The European Commission outlined its future data policy in the new European Strategy for data.
Data is considered to be the lifeblood of Artificial Intelligence (AI). The amount of published open data on COVID-19 has increased during the pandemic and this poses new opportunities for the development of AI. Before the pandemic, AI had a minor presence in healthcare solutions as researchers did not always see the importance of AI or did not have the data needed to provide solutions. However, when we look towards the future it is likely that AI will play a more prominent role in healthcare.
An example is Kaggle, otherwise known as CORD-19, a machine learning and data science platform that hosts the COVID-19 Open Research Dataset. CORD-19 compiles relevant data and adds new research into one centralised hub. The datasets are machine readable, making it easy to break them down for AI machine learning purposes. As of May 2020, there are more than 128,000 scholarly articles on COVID-19, SARS, MERS, and other relevant terms. Furthermore, healthcare workers are sharing information on COVID-19 with a new sense of transparency and at speeds that have not been seen before.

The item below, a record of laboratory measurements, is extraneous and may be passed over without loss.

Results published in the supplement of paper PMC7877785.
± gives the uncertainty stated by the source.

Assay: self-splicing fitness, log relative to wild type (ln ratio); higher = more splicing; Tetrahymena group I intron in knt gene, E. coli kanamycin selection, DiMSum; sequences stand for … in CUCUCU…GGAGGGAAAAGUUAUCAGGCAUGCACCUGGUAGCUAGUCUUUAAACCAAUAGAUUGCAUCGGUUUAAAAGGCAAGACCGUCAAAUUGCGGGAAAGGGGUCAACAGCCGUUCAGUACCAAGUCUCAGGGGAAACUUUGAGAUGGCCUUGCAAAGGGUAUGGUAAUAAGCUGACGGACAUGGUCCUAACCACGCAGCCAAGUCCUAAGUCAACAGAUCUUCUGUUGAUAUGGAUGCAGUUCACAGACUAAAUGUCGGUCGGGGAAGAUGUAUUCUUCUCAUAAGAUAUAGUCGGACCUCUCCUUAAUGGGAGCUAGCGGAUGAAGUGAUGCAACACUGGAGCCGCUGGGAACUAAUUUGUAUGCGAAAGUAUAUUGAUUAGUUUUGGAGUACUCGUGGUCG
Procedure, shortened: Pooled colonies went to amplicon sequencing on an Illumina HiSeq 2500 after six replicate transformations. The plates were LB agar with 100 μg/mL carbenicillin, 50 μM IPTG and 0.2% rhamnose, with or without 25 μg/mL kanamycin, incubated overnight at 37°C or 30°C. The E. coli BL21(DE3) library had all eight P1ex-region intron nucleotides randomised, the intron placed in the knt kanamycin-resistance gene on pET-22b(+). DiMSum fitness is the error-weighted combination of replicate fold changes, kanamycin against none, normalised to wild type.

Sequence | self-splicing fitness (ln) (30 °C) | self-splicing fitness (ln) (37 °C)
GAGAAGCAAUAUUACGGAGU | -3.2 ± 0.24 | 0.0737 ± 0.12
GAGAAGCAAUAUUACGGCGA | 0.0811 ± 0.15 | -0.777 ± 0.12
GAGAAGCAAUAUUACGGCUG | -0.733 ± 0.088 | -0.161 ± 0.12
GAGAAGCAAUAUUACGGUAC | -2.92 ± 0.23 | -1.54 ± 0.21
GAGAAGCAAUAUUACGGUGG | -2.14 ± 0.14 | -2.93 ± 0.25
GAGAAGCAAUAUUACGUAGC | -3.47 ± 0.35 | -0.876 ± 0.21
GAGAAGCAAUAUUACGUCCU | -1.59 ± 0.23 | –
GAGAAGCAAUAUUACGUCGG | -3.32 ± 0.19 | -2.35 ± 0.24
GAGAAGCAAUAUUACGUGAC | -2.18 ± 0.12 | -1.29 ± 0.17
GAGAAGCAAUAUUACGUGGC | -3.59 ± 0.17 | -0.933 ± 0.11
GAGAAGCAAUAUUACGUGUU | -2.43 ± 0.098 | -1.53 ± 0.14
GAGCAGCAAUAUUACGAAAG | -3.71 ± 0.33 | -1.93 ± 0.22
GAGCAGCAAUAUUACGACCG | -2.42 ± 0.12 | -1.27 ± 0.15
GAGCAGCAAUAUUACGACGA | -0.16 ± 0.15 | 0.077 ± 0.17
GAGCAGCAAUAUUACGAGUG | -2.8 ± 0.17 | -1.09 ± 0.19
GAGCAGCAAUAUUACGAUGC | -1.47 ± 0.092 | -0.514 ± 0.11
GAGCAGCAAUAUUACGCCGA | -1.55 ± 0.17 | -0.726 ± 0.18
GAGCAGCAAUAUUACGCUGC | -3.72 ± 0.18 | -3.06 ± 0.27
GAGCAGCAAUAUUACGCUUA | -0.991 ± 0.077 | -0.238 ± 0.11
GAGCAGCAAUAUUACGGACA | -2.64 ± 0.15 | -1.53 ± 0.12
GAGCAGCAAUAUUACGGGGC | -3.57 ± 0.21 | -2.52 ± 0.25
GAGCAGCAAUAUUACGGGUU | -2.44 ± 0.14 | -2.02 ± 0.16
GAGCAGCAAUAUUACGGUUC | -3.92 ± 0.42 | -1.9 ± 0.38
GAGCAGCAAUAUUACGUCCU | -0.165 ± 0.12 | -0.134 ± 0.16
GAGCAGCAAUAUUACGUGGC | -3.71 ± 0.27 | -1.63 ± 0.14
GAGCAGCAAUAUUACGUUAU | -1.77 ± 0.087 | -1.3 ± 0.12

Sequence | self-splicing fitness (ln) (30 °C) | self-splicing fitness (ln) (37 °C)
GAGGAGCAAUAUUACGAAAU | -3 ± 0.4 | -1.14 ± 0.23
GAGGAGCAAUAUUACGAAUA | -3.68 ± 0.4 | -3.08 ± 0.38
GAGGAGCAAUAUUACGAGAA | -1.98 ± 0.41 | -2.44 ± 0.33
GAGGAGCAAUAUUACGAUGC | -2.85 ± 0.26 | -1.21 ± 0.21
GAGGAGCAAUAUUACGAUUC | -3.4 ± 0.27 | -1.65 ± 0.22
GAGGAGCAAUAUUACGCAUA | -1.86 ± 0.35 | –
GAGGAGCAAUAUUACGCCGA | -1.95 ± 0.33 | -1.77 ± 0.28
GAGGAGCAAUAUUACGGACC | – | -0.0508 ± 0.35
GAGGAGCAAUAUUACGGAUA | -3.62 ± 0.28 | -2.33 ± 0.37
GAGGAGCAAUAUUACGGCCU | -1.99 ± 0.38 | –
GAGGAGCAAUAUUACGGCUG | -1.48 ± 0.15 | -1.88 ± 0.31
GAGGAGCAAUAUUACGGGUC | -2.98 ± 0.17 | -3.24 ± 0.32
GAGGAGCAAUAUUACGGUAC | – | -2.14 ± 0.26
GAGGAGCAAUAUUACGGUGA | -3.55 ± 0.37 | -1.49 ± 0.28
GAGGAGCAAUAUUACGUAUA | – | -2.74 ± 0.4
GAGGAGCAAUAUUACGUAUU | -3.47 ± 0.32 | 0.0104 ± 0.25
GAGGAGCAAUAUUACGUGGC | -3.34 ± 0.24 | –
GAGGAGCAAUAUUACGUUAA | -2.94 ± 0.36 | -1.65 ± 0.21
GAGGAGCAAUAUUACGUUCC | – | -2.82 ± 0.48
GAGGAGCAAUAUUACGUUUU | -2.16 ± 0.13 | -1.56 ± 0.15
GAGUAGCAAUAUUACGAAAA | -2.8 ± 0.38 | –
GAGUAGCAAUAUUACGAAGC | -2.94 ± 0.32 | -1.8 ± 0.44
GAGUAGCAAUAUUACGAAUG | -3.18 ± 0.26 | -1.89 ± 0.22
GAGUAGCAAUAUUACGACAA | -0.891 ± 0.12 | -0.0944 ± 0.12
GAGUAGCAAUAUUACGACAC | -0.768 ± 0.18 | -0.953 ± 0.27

During the early stages of the outbreak in China, Alibaba released an AI algorithm that was trained on more than 5,000 cases with the use of CT scans. This algorithm can diagnose patients in 20 to 30 seconds. With the new (open) health data being released by organisations such as healthcare institutions, the AI applications can provide real solutions for the future of healthcare and relieve the strain on healthcare workers.
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